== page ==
At another session, one attendee expressed open frustration about COVID restrictions when the archbishop made a lighthearted comment. To the team it indicated a need to address the hurt and loss many felt because of the closures due to the pandemic. It appears that restrictions on gatherings heavily impacted the rural communities throughout the archdiocese that represent 71 percent of the Archdiocesan geography and only 21 percent of the total population. What might have been dismissed as one angry comment became a deeper discussion among the team. “COVID has been a recent low point for the community since it kept us away from fellow parishioners and from receiving the Eucharist.” The survey also bore out this theme. “The pandemic has jaded parishioners. The Church not only closed their doors on them, they lost touch with them. Only volunteer leaders kept ministry work and outreach going online. They feel abandoned.”
An additional example of listening that created further opportunities of dialogue among the core team and beyond involved liturgical preferences. Given the recent changes related to pre-Vatican II liturgies, the core team expected some forceful comments. While these were present at times, those with a love for the older Latin liturgy also offered their heartfelt participation in the whole process, carefully reflecting on all of the questions. They presented their love for the liturgy and their church in a way that opened an opportunity for dialogue.
Themes for Discernment
People who attended local listening sessions reported great joy and value in the gatherings. One joy of this process was the fruit of small-group gatherings. Almost 100 people specifically commented on this. Half cited the listening as a high point of the synod while the other half expressed delight at the opportunity to be physically present as a group. As synod team leader Jennifer Miles reflected, “the Holy Spirit sent who we needed.” As sessions continued, a series of common themes emerged. All were mentioned in both positive and negative connotations and were supported by the local listening reports and survey responses. The team highlighted two additional themes after all consultation was in and based on the pre-synodal gathering.
Connection/Disconnection/Desire for unity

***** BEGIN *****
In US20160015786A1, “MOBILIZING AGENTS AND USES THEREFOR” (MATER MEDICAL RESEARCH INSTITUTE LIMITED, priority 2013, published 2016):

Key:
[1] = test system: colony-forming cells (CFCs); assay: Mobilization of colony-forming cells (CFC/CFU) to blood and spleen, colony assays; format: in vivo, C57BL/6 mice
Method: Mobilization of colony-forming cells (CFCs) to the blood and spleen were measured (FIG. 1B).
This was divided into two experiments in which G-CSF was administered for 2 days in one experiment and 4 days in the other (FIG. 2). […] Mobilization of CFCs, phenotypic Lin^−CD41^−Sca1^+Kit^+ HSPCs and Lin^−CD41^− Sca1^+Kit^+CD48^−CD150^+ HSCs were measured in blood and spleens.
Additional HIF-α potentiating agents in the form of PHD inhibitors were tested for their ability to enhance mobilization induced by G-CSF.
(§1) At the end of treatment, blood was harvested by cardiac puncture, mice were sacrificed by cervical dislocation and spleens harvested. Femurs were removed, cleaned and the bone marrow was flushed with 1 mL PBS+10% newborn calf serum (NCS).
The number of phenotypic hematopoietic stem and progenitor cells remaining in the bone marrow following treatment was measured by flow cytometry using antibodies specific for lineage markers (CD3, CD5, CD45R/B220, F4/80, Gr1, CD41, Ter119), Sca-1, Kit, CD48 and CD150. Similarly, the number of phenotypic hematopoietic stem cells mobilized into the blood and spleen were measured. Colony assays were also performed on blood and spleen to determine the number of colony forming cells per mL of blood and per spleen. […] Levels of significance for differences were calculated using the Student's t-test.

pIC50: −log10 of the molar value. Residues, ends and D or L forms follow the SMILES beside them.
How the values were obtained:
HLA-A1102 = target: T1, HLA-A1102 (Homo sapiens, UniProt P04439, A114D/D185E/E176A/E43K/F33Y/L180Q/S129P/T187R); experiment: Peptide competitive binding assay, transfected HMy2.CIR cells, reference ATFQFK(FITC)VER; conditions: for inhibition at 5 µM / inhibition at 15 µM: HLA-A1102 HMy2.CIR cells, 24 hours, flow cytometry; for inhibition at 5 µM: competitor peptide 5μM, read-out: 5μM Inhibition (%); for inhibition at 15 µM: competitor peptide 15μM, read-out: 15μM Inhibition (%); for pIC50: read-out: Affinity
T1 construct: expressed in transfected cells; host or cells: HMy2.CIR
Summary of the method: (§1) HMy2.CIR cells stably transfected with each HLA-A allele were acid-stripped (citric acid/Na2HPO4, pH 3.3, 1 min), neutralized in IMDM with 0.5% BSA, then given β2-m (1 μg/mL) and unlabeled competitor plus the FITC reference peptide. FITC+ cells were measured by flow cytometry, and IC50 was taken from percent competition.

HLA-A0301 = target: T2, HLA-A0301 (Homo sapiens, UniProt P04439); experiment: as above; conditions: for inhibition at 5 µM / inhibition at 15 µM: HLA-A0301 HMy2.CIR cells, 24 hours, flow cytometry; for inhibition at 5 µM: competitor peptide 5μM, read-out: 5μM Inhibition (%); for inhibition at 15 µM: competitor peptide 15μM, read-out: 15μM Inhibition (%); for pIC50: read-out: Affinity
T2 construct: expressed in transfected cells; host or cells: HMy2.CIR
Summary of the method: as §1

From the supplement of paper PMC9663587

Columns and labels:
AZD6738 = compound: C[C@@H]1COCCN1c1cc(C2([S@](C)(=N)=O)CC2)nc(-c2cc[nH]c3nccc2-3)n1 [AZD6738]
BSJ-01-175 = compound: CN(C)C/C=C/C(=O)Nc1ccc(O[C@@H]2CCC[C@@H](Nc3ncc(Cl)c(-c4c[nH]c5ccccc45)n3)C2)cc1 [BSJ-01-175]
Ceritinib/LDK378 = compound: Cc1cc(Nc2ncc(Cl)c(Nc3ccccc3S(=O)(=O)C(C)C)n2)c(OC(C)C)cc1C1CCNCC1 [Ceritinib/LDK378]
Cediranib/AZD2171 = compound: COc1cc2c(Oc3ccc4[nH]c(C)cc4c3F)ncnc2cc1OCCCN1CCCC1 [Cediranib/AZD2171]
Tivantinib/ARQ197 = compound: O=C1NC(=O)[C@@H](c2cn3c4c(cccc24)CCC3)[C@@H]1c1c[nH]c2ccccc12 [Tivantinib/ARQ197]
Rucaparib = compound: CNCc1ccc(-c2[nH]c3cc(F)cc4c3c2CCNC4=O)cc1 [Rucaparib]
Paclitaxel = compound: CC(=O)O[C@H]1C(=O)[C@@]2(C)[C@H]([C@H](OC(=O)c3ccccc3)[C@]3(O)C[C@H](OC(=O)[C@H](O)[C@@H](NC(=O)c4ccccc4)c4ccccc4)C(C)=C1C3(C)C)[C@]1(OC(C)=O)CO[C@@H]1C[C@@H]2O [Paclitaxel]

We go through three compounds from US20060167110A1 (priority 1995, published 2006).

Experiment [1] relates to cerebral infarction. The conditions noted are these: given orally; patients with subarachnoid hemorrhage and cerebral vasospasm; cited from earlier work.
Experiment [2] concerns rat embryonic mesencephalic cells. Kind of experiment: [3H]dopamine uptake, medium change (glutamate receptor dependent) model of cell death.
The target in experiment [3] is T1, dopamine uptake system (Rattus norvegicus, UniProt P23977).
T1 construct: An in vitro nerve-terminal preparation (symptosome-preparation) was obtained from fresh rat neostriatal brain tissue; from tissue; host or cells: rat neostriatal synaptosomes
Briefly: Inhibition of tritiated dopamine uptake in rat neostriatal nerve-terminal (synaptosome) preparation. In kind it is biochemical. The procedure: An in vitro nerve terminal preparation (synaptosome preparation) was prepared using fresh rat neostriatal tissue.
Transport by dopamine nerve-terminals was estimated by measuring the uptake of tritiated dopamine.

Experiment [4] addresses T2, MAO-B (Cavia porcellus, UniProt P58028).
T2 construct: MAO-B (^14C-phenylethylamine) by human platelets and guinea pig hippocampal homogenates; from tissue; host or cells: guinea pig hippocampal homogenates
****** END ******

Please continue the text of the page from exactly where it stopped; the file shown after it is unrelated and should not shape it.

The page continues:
The most common concern mentioned was a sense of connectedness or disconnectedness to the church, parish or archdiocese. People want to feel personally connected. They are troubled and even devastated if they feel disconnected and they worry about their neighbors who have left the church. Two survey respondents spoke about this in response to the question of their hope for the church. “That as Church, we would be able to provide healing to those whom we have hurt, offended, and pushed away, and that we would be able to break the (ethnic/cultural, language, racial) barriers that separate us and form lasting bonds of love as brothers and sisters (and not only with those within the Church, but especially those living outside the Church).” “My hope is that we will be a welcoming community for those who have left the church during the pandemic as well as those who struggle to believe in the Eucharist and the value of a faith community. I pray that the Magisterium will provide direction and teaching for those of us who are struggling with how to counsel and support the transexual, homosexual, [as well as] pro-abortion, mis-informed individuals without diluting or weakening the tenets of our faith.”
One sign of hope is that people recognize, “Jesus is the source of our unity.”
In reference to both parish life and listening sessions, people cited how well a small-group dynamic works to build relationships and strengthen parish life.
It may seem like disconnection would just be the flip side of the need for connection, but the discussions about the cause for feeling disconnected revealed additional issues of concern.
The inability to appreciate cultural or language differences and a lack of intercultural competency are causing division in many parishes today. People want to be united as a church, but are not sure how to accomplish that when their fellow parishioners want to attend a Mass that reflects their cultural heritage.
The Archdiocese of Atlanta is incredibly diverse. Based on 2020 data, our estimated Catholic population is majority non-white. The Hispanic population and non-Hispanic white population are estimated at 43 percent each. Furthermore, Masses are celebrated in at least 12 different languages. The largest local listening sessions held were at San Felipe de Jesus, a parish with a blend of Haitian and Hispanic members. Three thousand people participated over two days.
It is significant to note that an overwhelming majority of survey responses from people born since 2000 came from Hispanic persons, especially from Our Lady of the Americas.